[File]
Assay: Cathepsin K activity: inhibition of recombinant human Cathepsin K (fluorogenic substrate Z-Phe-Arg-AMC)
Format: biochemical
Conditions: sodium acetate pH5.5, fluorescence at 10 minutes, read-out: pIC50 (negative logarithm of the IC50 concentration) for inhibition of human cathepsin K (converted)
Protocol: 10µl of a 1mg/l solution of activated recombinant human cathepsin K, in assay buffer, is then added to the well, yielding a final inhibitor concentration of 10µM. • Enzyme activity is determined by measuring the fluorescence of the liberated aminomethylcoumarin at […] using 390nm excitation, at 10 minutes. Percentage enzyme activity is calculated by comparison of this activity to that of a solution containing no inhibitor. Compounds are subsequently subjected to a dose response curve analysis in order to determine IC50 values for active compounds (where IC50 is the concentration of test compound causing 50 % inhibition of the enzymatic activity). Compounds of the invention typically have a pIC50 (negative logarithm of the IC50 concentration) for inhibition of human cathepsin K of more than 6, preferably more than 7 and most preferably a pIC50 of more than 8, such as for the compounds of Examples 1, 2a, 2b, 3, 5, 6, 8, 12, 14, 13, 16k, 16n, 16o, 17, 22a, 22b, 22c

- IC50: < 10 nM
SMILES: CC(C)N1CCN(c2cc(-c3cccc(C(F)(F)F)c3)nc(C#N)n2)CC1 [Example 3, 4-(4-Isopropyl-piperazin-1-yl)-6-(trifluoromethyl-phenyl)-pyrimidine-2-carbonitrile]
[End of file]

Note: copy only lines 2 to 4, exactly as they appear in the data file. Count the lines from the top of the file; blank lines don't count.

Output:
Format: biochemical
Conditions: sodium acetate pH5.5, fluorescence at 10 minutes, read-out: pIC50 (negative logarithm of the IC50 concentration) for inhibition of human cathepsin K (converted)
Protocol: 10µl of a 1mg/l solution of activated recombinant human cathepsin K, in assay buffer, is then added to the well, yielding a final inhibitor concentration of 10µM. • Enzyme activity is determined by measuring the fluorescence of the liberated aminomethylcoumarin at […] using 390nm excitation, at 10 minutes. Percentage enzyme activity is calculated by comparison of this activity to that of a solution containing no inhibitor. Compounds are subsequently subjected to a dose response curve analysis in order to determine IC50 values for active compounds (where IC50 is the concentration of test compound causing 50 % inhibition of the enzymatic activity). Compounds of the invention typically have a pIC50 (negative logarithm of the IC50 concentration) for inhibition of human cathepsin K of more than 6, preferably more than 7 and most preferably a pIC50 of more than 8, such as for the compounds of Examples 1, 2a, 2b, 3, 5, 6, 8, 12, 14, 13, 16k, 16n, 16o, 17, 22a, 22b, 22c